Feedbacks between hydrological heterogeneity and bioremediation induced biogeochemical transformations

A. Englert, S. S. Hubbard, K. H. Williams, Li Li, C. I. Steefel

Research output: Contribution to journalArticle

33 Citations (Scopus)

Abstract

For guiding optimal design and interpretation of in situ treatments that strongly perturb subsurface systems, knowledge about the spatial and temporal patterns of mass transport and reaction intensities are important. Here, a procedure was developed and applied to time-lapse concentrations of a conservative tracer (bromide), an injected amendment (acetate) and reactive species (iron(II), uranium(VI) and sulfate) associated with two field scale biostimulation experiments, which were conducted successively at the same field location over two years. The procedure is based on a temporal moment analysis approach that relies on a streamtube approximation. The study shows that biostimulated reactions can be considerably influenced by subsurface hydrological and geochemical heterogeneities: the delivery of bromide and acetate and the intensity of the sulfate reduction is interpreted to be predominantly driven by the hydrological heterogeneity, while the intensity of the iron reduction is interpreted to be primarily controlled by the geochemical heterogeneity. The intensity of the uranium(VI) reduction appears to be impacted by both the hydrological and geochemical heterogeneity. Finally, the study documents the existence of feedbacks between hydrological heterogeneity and remediation-induced biogeochemical transformations at the field scale, particularly the development of precipitates that may cause clogging and flow rerouting.

Original languageEnglish (US)
Pages (from-to)5197-5204
Number of pages8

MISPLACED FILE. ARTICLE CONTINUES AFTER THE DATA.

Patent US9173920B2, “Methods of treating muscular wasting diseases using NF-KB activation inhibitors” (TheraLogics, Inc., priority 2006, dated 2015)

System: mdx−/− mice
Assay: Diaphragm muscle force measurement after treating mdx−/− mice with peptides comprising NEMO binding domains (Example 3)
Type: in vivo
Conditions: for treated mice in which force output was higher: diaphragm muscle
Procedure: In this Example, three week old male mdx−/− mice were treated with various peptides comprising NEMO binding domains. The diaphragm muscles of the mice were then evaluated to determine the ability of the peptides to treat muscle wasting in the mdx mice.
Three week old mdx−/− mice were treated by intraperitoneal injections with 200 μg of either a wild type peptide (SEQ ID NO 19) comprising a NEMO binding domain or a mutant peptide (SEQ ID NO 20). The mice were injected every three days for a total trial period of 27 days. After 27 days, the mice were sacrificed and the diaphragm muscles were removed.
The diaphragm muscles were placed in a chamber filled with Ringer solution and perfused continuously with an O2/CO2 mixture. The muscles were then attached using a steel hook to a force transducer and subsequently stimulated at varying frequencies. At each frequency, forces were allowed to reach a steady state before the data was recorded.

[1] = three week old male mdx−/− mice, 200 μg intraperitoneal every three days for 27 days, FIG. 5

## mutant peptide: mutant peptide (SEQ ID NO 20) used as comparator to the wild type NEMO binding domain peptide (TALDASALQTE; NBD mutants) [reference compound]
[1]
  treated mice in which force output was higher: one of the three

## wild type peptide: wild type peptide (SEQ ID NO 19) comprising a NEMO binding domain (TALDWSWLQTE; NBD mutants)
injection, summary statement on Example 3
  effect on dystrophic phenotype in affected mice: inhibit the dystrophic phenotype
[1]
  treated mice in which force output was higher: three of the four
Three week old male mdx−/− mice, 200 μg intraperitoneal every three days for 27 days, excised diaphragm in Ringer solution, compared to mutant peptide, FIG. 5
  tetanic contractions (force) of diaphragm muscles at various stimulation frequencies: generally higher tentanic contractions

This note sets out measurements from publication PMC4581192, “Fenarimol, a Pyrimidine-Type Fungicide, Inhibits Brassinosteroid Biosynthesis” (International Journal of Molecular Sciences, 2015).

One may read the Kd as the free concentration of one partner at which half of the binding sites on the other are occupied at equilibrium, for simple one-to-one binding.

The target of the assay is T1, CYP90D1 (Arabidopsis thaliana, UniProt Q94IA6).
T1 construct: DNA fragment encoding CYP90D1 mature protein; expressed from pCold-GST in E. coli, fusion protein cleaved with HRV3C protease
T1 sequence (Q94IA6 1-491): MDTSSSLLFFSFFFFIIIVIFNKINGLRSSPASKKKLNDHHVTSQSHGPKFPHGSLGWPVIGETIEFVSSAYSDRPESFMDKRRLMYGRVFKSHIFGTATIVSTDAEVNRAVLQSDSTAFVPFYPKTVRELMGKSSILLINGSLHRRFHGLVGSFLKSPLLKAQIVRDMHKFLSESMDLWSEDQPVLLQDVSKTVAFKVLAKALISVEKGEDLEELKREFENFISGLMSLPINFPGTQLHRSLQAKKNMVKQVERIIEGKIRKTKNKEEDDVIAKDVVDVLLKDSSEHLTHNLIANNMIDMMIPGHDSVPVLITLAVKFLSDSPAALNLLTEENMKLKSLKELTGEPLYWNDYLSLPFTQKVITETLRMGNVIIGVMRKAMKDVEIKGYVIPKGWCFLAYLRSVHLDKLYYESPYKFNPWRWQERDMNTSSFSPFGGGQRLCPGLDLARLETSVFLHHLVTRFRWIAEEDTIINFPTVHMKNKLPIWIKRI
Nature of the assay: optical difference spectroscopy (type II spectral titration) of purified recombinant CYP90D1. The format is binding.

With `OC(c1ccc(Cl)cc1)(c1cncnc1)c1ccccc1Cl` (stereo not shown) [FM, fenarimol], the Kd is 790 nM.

JournalEnvironmental Science and Technology
Volume43
Issue number14
DOIs
StatePublished - Jul 15 2009

Fingerprint

Bioremediation
bioremediation
Uranium
Bromides
Feedback
Sulfates
Acetates
Iron
bromide
Remediation
uranium
acetate
Precipitates
sulfate
Mass transfer
iron
mass transport
remediation
tracer
Experiments

All Science Journal Classification (ASJC) codes

  • Chemistry(all)
  • Environmental Chemistry

Cite this

Englert, A. ; Hubbard, S. S. ; Williams, K. H. ; Li, Li ; Steefel, C. I. / Feedbacks between hydrological heterogeneity and bioremediation induced biogeochemical transformations. In: Environmental Science and Technology. 2009 ; Vol. 43, No. 14. pp. 5197-5204.
@article{b5e7f71f465c47c582d142de7c920ab8,
title = "Feedbacks between hydrological heterogeneity and bioremediation induced biogeochemical transformations",
abstract = "For guiding optimal design and interpretation of in situ treatments that strongly perturb subsurface systems, knowledge about the spatial and temporal patterns of mass transport and reaction intensities are important. Here, a procedure was developed and applied to time-lapse concentrations of a conservative tracer (bromide), an injected amendment (acetate) and reactive species (iron(II), uranium(VI) and sulfate) associated with two field scale biostimulation experiments, which were conducted successively at the same field location over two years. The procedure is based on a temporal moment analysis approach that relies on a streamtube approximation. The study shows that biostimulated reactions can be considerably influenced by subsurface hydrological and geochemical heterogeneities: the delivery of bromide and acetate and the intensity of the sulfate reduction is interpreted to be predominantly driven by the hydrological heterogeneity, while the intensity of the iron reduction is interpreted to be primarily controlled by the geochemical heterogeneity. The intensity of the uranium(VI) reduction appears to be impacted by both the hydrological and geochemical heterogeneity. Finally, the study documents the existence of feedbacks between hydrological heterogeneity and remediation-induced biogeochemical transformations at the field scale, particularly the development of precipitates that may cause clogging and flow rerouting.",
author = "A. Englert and Hubbard, {S. S.} and Williams, {K. H.} and Li Li and Steefel, {C. I.}",